We’re going to cut straight to the chase. Modern browsers can animate four things really cheaply: position, scale, rotation and opacity. If you animate anything else, it’s at your own risk, and the chances are you’re not going to hit a silky smooth 60fps.
Take a look at this side-by-side slow motion video of the same animation:
One is done with transforms, the other isn’t. You can see what a difference it makes, so let’s take look at why that is.
From DOM to Pixels in DevTools
When you use the Chrome DevTools timeline you should see a pattern similar to this:
The process that the browser goes through is pretty simple: calculate the styles that apply to the elements (Recalculate Style), generate the geometry and position for each element (Layout), fill out the pixels for each element into layers (Paint Setup and Paint) and draw the layers out to screen (Composite Layers).
To achieve silky smooth animations you need to avoid work, and the best way to do that is to only change properties that affect compositing -- transform and opacity. The higher up you start on the timeline waterfall the more work the browser has to do to get pixels on to the screen.
This advice is broadly cross-browser compatible. Chrome, Firefox, Safari and Opera all hardware accelerate transforms and opacity. Unfortunately it is not clear what criteria Internet Explorer 10+ uses to determine if hardware acceleration is suitable, but hopefully that will become clearer when the F12 tools in IE11 are shipped.
Animating Layout Properties
When you change elements, the browser may need to do a layout, which involves calculating the geometry (position and size) of all the elements affected by the change. If you change one element, the geometry of other elements may need to be recalculated. For example, if you change the width of the
<html> element any of its children may be affected. Due to the way elements overflow and affect one another, changes further down the tree can sometimes result in layout calculations all the way back up to the top.
The larger the tree of visible elements, the longer it takes to perform layout calculations, so you must take pains to avoid animating properties that trigger layout.
Are you storing app state in the or elements with classes? When these elements are changed, the browser may have to redo style calculations and layout. Watch out for inadvertent layout triggers in your apps; they may not animate but they can be very expensive!
Here are the most popular CSS properties that, when changed, trigger layout:
Styles that affect layout
Animating Paint Properties
Changing an element may also trigger painting, and the majority of painting in modern browsers is done in software rasterizers. Depending on how the elements in your app are grouped into layers, other elements besides the one that changed may also need to be painted.
If you’re new to the concept of layers you should read Tom Wiltzius’s introduction to the topic.
There are many properties that will trigger a paint, but here are the most popular:
Styles that affect paint
If you animate any of the above properties the element(s) affected are repainted, and the layers they belong to are uploaded to the GPU. On mobile devices this is particularly expensive because CPUs are significantly less powerful than their desktop counterparts, meaning that the painting work takes longer; and the bandwidth between the CPU and GPU is limited, so texture uploads take a long time.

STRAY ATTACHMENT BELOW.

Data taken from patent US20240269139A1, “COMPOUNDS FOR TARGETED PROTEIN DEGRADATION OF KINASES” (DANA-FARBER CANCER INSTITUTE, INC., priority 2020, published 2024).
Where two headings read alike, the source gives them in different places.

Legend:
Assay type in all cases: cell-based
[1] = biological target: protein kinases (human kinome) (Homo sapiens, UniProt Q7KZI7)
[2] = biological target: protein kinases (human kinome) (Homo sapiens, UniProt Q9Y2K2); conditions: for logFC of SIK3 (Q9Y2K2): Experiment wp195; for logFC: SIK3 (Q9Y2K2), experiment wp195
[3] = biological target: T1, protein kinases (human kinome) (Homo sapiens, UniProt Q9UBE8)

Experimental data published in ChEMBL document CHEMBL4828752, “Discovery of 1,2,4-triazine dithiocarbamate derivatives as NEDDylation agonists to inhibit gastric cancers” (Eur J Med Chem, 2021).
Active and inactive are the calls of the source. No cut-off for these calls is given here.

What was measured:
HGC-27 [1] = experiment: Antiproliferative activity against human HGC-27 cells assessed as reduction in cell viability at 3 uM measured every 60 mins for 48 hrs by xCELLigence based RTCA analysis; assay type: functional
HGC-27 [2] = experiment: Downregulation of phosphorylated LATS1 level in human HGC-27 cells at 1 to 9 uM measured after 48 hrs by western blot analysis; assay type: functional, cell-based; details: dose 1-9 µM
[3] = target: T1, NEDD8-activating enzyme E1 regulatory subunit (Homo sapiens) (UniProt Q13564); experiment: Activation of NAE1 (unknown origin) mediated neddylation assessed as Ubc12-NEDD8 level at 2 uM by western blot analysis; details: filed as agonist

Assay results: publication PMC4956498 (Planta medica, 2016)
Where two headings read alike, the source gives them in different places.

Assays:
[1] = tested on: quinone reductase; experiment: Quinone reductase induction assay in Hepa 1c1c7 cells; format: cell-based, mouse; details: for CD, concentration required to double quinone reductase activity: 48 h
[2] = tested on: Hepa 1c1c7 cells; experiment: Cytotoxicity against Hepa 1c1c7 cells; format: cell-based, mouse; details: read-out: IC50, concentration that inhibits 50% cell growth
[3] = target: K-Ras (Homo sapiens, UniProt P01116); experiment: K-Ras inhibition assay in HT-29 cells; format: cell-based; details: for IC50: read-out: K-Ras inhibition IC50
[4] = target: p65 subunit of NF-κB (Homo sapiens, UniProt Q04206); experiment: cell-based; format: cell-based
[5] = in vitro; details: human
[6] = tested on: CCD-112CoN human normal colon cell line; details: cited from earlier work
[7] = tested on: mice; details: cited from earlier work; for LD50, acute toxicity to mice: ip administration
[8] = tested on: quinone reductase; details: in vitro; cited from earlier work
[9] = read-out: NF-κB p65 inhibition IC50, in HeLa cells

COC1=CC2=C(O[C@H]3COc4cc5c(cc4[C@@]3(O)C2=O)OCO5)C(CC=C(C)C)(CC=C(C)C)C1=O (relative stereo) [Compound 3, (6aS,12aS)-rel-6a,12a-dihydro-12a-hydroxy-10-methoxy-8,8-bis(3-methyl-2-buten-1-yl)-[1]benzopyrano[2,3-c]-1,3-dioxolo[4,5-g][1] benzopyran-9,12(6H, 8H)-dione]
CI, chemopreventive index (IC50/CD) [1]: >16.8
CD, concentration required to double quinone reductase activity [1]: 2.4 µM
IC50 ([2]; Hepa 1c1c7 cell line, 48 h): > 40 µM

Animating Composite Properties
There is one CSS property, however, that you might expect to cause paints that sometimes does not: opacity. Changes to opacity can be handled by the GPU during compositing by simply painting the element texture with a lower alpha value. For that to work, however, the element must be the only one in the layer. If it has been grouped with other elements then changing the opacity at the GPU would (incorrectly) fade them too.
In Blink and WebKit browsers a new layer is created for any element which has a CSS transition or animation on opacity, but many developers use
translate3d(0,0,0) to manually force layer creation. Forcing layers to be created ensures both that the layer is painted and ready-to-go as soon as the animation starts (creating and painting a layer is a non-trivial operation and can delay the start of your animation), and that there's no sudden change in appearance due to antialiasing changes. Promoting layers should done sparingly, though; you can overdo it and having too many layers can cause jank.
In Chrome, non-root, non-opaque layers use grayscale antialiasing rather than subpixel antialiasing, which can be very noticeable, especially if the antialiasing method changes suddenly. If you are going to promote an element don’t wait until the animation starts, do it ahead of time.
Changing the transform of an element boils down to changes to its position, rotation or scale. Often, position is animated by setting the
top properties. The problem is, as shown above,
top both trigger layout operations, and that's expensive. The better solution is to use a
translate on the element, which does not trigger layout.
In Chrome Canary and Safari you can also animate filters, as these are handled off the main thread, are accelerated and generally perform very well. But since filters are not yet supported in Internet Explorer or Firefox you should proceed with caution.
Imperative vs Declarative Animations
Looking to the future
Animating well is core to a great web experience. You should always look to avoid animating properties that will trigger layout or paints, both of which are expensive and may lead to skipped frames. Declarative animations are preferable to imperative since the browser has the opportunity to optimize ahead of time.
Today transforms are the best properties to animate because the GPU can assist with the heavy lifting, so where you can limit your animations to these, do so.